• Thu. May 23rd, 2024

CIFP sues FP Canada for agreement breach, trade libel

Following FSRA’s approval, FP Canada issued a statement saying consumers could confuse the Chartered Financial Planner with the designation FP Canada oversees — the Certified Financial Planner designation. According to FSRA’s credential holder registry, 68% of credential holders under Ontario’s title protection rules held the Certified Financial Planner designation on March 22.

The CFP designation is subject to global financial planning standards.

FP Canada said in an email it was unaware that CIFP had filed a claim against it.

Gervas Wall, partner with Deeth Williams Wall LLP in Toronto and counsel for CIFP, said he had no comment at this time.

Following FP Canada’s statement in March, vehement criticism arose on social media about CIFP’s credential and FSRA’s approval of it. An industry coalition, which included the president of the Financial Planning Association of Canada and consumer advocates, called on FSRA to make CIFP rename its credential or rescind approval. The statement cited consumer confusion, as well as the potential for deception and abuse.

FP Canada made “false statements knowing that Chartered Financial Planner and Certified Financial Planner have co-existed on the Canadian register and in the Canadian marketplace for decades,” CIFP’s claim states. “By making these false statements, FP Canada took steps to have CIFP’s use of the Chartered Financial Planner credential restricted.”

CIFP has granted the Chartered Financial Planner since “at least as early as 1979,” the claim states, and previously used CFP as an abbreviation.

In 1995, FP Canada (then the Financial Planning Standards Council) began overseeing the Certified Financial Planner (CFP) credential in Canada. A dispute over the CFP credential was settled by a 1996 agreement between FP Canada and CIFP, along with the owner of the Certified Financial Planner and CFP credentials, the claim says. The owner at that time was the Certified Financial Planner Board of Standards, then based in Colorado.

As part of the agreement, CIFP joined FP Canada and assigned its “rights in CFP” to the Colorado corporation, the claim states.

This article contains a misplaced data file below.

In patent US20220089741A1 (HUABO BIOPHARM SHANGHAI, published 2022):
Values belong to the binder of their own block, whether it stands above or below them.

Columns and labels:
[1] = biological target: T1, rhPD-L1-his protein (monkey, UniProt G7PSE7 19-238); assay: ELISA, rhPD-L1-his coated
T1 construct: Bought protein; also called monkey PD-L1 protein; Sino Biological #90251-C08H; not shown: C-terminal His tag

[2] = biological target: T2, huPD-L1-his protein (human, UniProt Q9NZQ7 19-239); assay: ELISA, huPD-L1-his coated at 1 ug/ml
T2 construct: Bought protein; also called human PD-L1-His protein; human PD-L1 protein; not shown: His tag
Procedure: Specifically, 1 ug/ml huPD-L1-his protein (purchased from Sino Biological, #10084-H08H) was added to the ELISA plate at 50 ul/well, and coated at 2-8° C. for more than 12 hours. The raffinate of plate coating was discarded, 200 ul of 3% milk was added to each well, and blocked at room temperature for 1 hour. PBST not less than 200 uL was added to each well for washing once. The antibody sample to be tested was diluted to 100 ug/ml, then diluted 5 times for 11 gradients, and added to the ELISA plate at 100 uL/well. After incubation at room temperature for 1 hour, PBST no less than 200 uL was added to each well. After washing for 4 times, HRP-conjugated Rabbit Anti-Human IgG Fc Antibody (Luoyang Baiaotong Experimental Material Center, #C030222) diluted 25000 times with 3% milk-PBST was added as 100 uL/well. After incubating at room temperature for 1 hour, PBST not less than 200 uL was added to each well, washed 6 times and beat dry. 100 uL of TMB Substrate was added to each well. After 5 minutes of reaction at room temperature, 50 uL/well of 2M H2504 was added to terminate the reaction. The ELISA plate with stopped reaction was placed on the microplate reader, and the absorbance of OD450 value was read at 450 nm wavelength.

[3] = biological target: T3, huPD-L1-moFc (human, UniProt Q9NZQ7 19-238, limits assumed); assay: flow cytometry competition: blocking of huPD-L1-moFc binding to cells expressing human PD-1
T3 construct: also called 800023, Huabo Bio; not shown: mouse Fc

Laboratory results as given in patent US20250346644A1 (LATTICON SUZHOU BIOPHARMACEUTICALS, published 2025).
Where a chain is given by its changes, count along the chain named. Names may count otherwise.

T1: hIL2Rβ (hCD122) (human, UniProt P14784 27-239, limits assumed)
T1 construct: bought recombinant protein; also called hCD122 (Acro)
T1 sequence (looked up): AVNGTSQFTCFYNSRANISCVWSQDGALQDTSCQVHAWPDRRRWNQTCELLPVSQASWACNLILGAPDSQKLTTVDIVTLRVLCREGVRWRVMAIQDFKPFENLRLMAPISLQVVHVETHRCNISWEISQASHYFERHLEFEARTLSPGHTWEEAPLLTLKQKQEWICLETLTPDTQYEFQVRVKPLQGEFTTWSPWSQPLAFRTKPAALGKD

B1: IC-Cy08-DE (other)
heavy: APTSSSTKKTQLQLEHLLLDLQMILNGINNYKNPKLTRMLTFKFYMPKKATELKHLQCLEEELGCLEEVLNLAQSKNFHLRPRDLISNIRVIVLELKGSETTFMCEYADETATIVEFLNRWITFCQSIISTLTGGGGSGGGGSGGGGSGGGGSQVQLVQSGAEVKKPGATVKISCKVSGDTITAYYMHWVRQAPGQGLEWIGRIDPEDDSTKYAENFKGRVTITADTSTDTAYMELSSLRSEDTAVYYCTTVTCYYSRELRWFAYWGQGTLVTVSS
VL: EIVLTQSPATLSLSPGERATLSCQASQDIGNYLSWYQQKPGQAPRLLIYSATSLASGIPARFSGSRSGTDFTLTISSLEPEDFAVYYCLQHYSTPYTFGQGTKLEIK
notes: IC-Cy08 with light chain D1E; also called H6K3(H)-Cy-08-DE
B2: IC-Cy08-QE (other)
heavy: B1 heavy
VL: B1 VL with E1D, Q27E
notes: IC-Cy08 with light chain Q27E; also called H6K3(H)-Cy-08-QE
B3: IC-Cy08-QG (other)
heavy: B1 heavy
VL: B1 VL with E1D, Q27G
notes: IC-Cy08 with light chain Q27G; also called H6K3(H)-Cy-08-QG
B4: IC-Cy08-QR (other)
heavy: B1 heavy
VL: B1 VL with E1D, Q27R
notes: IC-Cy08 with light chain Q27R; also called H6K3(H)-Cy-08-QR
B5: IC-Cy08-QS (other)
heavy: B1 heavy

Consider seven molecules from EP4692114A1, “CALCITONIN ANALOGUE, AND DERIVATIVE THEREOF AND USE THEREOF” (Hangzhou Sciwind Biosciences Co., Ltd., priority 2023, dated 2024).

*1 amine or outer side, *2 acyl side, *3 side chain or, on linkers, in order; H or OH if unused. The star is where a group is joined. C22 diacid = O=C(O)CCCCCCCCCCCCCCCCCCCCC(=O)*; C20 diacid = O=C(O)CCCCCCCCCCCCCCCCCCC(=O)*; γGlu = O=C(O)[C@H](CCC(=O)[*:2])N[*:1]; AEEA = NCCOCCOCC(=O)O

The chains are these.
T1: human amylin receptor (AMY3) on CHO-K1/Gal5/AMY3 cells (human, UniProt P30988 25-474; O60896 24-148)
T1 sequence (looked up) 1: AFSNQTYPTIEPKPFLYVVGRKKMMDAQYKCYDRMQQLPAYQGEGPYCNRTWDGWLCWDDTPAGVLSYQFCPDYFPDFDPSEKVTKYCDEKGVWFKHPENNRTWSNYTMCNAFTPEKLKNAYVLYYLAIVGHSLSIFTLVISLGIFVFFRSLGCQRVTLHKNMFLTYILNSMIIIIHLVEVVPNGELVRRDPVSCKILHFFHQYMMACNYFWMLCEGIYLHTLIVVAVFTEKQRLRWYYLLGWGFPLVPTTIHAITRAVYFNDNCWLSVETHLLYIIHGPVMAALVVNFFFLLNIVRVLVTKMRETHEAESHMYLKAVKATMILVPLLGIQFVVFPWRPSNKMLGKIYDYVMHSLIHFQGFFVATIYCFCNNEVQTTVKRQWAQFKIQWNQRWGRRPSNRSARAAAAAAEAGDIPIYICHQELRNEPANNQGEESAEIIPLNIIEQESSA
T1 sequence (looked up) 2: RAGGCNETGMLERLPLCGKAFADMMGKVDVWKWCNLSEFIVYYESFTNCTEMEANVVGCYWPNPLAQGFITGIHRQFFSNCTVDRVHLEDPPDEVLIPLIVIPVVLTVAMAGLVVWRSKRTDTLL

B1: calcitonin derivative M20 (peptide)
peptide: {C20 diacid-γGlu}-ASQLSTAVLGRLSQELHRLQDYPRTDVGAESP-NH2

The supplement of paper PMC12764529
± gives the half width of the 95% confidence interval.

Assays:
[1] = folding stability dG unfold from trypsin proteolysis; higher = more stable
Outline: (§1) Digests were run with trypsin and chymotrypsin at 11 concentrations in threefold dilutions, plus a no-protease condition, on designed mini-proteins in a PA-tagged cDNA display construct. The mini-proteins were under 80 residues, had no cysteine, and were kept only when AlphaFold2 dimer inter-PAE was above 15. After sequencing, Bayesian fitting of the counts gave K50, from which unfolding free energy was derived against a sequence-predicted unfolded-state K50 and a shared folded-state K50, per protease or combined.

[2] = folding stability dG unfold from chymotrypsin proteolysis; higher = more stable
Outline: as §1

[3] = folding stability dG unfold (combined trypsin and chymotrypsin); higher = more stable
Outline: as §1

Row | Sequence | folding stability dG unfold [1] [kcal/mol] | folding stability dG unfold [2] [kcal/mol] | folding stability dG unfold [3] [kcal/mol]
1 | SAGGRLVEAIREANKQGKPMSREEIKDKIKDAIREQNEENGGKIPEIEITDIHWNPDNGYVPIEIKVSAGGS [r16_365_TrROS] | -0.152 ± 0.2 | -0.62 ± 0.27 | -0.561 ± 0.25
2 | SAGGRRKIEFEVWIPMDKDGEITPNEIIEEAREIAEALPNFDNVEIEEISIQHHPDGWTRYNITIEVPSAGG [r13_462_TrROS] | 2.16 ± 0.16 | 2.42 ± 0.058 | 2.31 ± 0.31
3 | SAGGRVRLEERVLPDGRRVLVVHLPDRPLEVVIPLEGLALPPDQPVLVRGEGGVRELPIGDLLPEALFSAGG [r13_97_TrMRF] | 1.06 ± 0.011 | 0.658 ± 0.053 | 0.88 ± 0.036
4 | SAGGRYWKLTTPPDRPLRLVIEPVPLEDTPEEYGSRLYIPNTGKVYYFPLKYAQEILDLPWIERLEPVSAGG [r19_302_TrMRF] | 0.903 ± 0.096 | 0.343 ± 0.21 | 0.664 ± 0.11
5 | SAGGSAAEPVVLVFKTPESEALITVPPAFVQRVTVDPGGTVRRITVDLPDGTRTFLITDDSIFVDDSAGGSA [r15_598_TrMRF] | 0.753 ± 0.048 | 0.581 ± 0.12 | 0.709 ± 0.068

“CIFP agreed not to grant its Chartered Financial Planner credential to any future student, so long as CIFP remained a member of FP Canada,” it states. (Citing a section of the agreement, the claim says CIFP maintained its credential for the hundreds of credential holders that existed as of 1996.)

CIFP stopped being a member of FP Canada “some time ago,” the claim states, and the parties had agreed that once CIFP was no longer a member, its use of the Chartered Financial Planner was “unrestricted.”

In 2004 the Financial Planning Standards Board (FPSB) became owner of the Certified Financial Planner and CFP trademarks. “FP Canada, FPSB (as successor in title … ) and CIFP continue to be bound by the settlement agreement,” the claim states.

CIFP does not abbreviate its designation.

The claim also alleges FP Canada “falsely asserted” that CIFP’s standards for its credential do not meet the standards of education and ethics needed to help consumers — a reference to FP Canada’s statement in March.

FP Canada had said title protection was meant to provide “clarity and confidence to consumers that someone calling themselves a ‘financial planner’ has met the high standards of education and ethics needed to help consumers achieve financial well-being.”

“FP Canada has refused or neglected to retract its statements as demanded by CIFP,” the claim states. “FP Canada’s statements have caused and will continue to cause significant monetary damage as well as irreparable harm to CIFP.”

Prior to CIFP’s claim, FP Canada told Investment Executive (IE) it will continue raising its concerns with FSRA and the Ontario finance minister, and will “vigorously enforce against any unauthorized use of our licensed trademarks.”

Also prior to the claim, Keith Costello, president and CEO of the CIFP, told IE his organization would continue using the credential with no changes. “We will defend any use of the trademark legally and vigorously if challenged,” he said.

Both the Certified Financial Planner and Chartered Financial Planner meet the regulatory standard for use of the financial planner title in Ontario, FSRA said in an emailed statement last week.

“Consumers can be confident that any approved designation used by a FSRA-approved credentialing body means a financial professional has met minimum education standards, is supervised, and must abide by a code of conduct,” the statement said.

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